Connection Found Between Breast Cancer and Heart Health
UCO hosts another Big Pink week this week with it’s annual volleyball tournament and in the seven years Central has hosted the tournament, $44,000 has been raised and donated to Susan G. Komen-Central and Western Oklahoma.
However, a new scientific statement issued by the American Heart Association underscores the commonalities between cardiovascular disease and breast cancer among women, and it calls for more focus on research and specialized treatment where the diseases overlap.
Cardiovascular disease is the leading cause of death for women globally. However, more women think breast cancer is the bigger threat. In many ways, the two diseases can intertwine.
“Heart disease and breast cancer share common risk factors such as age, sedentary lifestyle and smoking,” said Laxmi Mehta, cardiologist and director of preventative cardiology and women’s cardiovascular health at Ohio State University Ross Heart Hospital. “More importantly, we see that many of the same things that improve heart health (healthy diet, healthy weight, exercise, not smoking) can also reduce a woman’s risk for breast cancer.”
The statement, chaired by Mehta, shared risk factors and cardio-toxic effects of cancer therapy, as well as prevention and treatment of heart disease in breast cancer patients.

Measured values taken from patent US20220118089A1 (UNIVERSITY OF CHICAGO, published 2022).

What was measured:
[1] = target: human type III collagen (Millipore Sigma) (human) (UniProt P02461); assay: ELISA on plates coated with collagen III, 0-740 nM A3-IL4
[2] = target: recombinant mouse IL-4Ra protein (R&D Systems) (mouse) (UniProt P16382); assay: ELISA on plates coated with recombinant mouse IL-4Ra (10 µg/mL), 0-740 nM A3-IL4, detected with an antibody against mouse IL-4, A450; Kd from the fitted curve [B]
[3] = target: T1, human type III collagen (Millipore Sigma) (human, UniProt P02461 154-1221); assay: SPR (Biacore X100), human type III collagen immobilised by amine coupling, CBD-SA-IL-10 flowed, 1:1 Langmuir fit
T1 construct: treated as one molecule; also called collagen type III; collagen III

Mehta said the use of hormone replacement therapy is another common risk factor for women. Studies have shown it can increase the risk of breast cancer and heart disease among certain groups of women, and is therefore a risk factor that can be modified.
“These potential side effects impact each patient differently. Let me be clear, we are not suggesting that breast cancer patients should worry about or refuse their recommended breast cancer treatment,” said Mehta. “Modern treatment is essential for fighting breast cancer and improving survival. The potential cardiovascular effects are an important part of the conversation that patients should have with their oncologist,”
The interconnection doesn’t end when the cancer is gone though, long-term breast cancer survivors can develop heart problems after certain cancer treatments.
Survivors also have increased cardiovascular risk factors, and the statement points out that heart disease prevention and modification of cardiac risk factors is essential during and after breast cancer treatment.
“Fortunately, with the ongoing advances in cancer treatment we are seeing improved survival of cancer patients. However heart disease prior to, during or after cancer treatment can impact outcomes. We need to be successful in treating both cancer and heart disease,” said Mehta. “Additionally we hope this paper drives even more interest in the field so we can continue to see the development of more training programs, research and guideline development in the field of cardio-oncology.”